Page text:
When I present the proper method of correction, the statement most often heard by the owner is, "I don't want my dog to hate me," and a correction is never given in the manner required to get his attention. As time goes on, the owner begins to hate the dog for not complying with his commands, and it is not the dog's fault. Your dog will not hate you for making a proper correction. In fact, when discipline and praise are applied in the proper manner, your dog will respect you and your authority. Corrections are a necessary part of life for both humans and animals. If it were so simple that an explanation would suffice, we could do away with jails, both human and animal. Since that is not likely to happen, how can you expect a dog to understand human thinking? It cannot, so it is up to you to teach him what is acceptable. A dog responds to a series of repetitive reactive mechanics. You tell him to sit, and he does. He already knows how to sit, but, because you have given him lessons in understanding a word or phrase, he complies with the action. If the dog were never taught to react to this command, you could be saying sit until the sky turned green, and the dog would probably look at you quizzically, then just walk away.
Regardless of what feat you teach your dog to perform, whether it is heel on lead, come, fetch or search, his training must be renewed. In other words, once your dog has been trained to perform, he must practice that training, or he will not be as sharp as when you were teaching him.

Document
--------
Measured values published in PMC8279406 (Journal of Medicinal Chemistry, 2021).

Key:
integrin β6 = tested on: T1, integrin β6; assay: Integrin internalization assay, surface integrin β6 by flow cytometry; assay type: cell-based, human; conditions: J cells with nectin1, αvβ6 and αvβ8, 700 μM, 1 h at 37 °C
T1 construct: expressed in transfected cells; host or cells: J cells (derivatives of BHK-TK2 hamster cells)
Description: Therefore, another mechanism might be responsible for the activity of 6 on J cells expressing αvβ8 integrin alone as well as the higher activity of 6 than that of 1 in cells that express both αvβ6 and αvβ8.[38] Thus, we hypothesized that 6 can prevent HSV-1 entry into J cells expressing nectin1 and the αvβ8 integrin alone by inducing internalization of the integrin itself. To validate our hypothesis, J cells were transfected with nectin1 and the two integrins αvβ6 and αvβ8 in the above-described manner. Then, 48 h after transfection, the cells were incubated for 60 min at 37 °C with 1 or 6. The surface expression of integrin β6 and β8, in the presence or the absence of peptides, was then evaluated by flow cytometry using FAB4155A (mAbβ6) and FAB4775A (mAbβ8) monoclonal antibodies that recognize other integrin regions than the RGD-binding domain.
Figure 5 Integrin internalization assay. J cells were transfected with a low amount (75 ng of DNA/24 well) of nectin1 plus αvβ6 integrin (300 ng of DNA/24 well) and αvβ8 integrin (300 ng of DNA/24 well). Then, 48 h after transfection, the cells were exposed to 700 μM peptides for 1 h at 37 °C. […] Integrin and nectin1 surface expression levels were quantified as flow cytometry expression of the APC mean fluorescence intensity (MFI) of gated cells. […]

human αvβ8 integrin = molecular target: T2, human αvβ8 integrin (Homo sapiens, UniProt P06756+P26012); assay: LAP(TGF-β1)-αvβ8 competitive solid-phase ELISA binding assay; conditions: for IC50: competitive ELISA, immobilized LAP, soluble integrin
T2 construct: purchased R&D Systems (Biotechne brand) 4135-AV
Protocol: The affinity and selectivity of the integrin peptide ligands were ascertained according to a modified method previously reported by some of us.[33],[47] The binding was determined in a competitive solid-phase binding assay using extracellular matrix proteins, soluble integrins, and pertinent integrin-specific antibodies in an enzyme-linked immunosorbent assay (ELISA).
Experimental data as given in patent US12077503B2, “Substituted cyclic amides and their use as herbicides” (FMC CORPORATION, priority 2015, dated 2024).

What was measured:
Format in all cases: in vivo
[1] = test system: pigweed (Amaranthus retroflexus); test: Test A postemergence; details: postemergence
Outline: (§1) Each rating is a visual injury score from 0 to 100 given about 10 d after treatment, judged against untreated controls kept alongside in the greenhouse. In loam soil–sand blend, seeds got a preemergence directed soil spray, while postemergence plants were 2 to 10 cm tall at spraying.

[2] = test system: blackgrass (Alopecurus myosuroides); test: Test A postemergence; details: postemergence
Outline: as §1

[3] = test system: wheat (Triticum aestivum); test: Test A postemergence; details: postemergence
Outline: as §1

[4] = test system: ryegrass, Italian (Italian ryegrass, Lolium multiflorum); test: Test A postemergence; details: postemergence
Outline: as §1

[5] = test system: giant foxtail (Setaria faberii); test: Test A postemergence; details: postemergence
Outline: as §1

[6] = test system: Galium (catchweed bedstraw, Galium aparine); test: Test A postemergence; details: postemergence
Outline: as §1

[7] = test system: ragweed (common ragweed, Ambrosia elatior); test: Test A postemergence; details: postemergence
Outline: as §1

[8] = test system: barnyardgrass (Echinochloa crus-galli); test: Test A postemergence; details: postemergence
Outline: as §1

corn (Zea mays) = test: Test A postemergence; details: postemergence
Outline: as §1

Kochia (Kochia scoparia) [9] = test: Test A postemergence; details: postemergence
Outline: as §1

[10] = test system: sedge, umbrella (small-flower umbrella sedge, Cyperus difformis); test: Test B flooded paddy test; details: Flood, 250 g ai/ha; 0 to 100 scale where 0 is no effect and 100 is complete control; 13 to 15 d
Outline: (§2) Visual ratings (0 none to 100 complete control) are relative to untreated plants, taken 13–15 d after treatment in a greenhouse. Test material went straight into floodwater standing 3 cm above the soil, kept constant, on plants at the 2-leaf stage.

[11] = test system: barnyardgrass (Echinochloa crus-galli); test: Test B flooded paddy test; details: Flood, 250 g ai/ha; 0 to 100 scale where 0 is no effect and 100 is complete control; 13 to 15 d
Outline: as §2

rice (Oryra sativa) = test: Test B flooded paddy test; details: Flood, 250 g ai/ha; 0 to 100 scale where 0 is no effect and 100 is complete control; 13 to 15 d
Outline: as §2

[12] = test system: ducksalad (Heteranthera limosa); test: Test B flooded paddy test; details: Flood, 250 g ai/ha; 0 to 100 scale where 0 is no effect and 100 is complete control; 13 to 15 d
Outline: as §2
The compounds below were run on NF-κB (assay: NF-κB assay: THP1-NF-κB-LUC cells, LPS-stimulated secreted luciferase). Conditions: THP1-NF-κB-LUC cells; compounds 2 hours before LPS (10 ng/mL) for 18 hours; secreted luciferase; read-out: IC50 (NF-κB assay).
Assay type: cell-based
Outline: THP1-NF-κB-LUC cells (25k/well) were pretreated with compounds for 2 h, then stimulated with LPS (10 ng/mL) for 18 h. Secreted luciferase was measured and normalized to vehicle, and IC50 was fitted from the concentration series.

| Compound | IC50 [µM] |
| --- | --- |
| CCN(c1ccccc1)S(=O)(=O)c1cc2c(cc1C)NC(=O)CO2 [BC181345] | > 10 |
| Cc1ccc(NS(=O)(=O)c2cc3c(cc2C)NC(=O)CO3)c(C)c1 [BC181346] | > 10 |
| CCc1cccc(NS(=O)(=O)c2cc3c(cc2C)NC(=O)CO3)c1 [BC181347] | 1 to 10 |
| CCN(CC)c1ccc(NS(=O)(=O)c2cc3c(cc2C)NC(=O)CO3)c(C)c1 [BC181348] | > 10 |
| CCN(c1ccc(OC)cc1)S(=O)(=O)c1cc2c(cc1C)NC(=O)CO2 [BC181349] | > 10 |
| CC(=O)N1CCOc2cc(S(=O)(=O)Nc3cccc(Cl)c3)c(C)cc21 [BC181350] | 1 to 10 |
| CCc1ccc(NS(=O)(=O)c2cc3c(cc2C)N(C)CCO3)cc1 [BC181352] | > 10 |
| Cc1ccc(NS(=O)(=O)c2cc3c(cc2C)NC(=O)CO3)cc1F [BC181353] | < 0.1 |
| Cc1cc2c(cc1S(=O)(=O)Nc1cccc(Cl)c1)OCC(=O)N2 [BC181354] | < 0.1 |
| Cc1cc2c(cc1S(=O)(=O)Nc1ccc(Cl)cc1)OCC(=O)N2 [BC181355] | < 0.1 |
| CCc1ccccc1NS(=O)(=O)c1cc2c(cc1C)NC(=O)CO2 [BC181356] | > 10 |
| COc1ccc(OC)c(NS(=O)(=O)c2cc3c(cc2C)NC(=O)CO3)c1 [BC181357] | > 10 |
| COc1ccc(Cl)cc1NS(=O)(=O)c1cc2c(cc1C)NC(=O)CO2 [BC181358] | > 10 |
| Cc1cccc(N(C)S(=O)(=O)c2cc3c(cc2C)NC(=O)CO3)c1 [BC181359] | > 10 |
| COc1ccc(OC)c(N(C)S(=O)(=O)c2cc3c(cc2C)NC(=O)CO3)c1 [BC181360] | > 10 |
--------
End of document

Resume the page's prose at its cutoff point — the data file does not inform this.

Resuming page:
When you are teaching your dog to perform a certain function, he is reminded of what he must do on a regular basis. This is how he learns. Will he remember this? Of course he will, but, if you do not work with him occasionally, he will become slower at performing, or he may become confused by what you want from him. Training should be an ongoing lesson. Once he is taught, he should be worked on a regular basis (once a week) to ensure that he remembers what you want from him.
Think of training your dog in the same way as working with fractions. When you were in school, fractions were taught and it was a daily ritual to maintain the use of addition, subtraction, dividing, and multiplying certain given fractions in order to achieve a result. It was fresh in your mind, and it was not that hard to figure out. If you have been out of school for more than two years, and have not worked with fractions, you would have to stop and think about what you were taught before you could actually work the problem. Your dog's training is exactly the same. If you don't use it, you lose it! Once trained, every dog should have a weekly regimen of his lessons to keep him sharp. Athletes continue training to make them better and keep them sharp. So should you and your dog.